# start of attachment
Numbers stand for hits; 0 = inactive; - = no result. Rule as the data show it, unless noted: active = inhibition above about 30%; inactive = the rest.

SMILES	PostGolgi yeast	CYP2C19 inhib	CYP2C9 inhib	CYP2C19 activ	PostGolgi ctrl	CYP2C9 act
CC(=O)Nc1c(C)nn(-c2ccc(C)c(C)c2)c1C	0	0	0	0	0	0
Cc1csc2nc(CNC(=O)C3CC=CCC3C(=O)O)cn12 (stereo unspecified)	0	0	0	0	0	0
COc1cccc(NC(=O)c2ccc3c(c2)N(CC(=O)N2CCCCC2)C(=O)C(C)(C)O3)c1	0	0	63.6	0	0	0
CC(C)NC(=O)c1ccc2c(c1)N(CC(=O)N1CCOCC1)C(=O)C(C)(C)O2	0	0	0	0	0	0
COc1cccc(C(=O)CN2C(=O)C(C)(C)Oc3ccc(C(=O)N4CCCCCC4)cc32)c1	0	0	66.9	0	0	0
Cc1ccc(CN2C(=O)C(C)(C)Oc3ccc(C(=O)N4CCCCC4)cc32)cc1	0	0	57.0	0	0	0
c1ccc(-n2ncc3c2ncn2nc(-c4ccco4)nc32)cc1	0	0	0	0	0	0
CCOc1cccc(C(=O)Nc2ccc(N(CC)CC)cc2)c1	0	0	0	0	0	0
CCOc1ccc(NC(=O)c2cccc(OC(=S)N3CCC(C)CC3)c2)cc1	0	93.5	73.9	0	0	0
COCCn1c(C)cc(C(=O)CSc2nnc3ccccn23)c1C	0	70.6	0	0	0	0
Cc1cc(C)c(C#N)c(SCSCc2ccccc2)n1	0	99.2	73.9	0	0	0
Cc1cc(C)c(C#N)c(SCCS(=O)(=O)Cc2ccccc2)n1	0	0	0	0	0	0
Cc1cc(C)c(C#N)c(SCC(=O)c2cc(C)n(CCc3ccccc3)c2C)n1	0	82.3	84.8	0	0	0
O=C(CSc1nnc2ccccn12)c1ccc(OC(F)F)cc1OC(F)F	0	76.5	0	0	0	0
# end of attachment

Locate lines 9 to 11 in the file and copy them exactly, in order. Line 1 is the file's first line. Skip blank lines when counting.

c1ccc(-n2ncc3c2ncn2nc(-c4ccco4)nc32)cc1	0	0	0	0	0	0
CCOc1cccc(C(=O)Nc2ccc(N(CC)CC)cc2)c1	0	0	0	0	0	0
CCOc1ccc(NC(=O)c2cccc(OC(=S)N3CCC(C)CC3)c2)cc1	0	93.5	73.9	0	0	0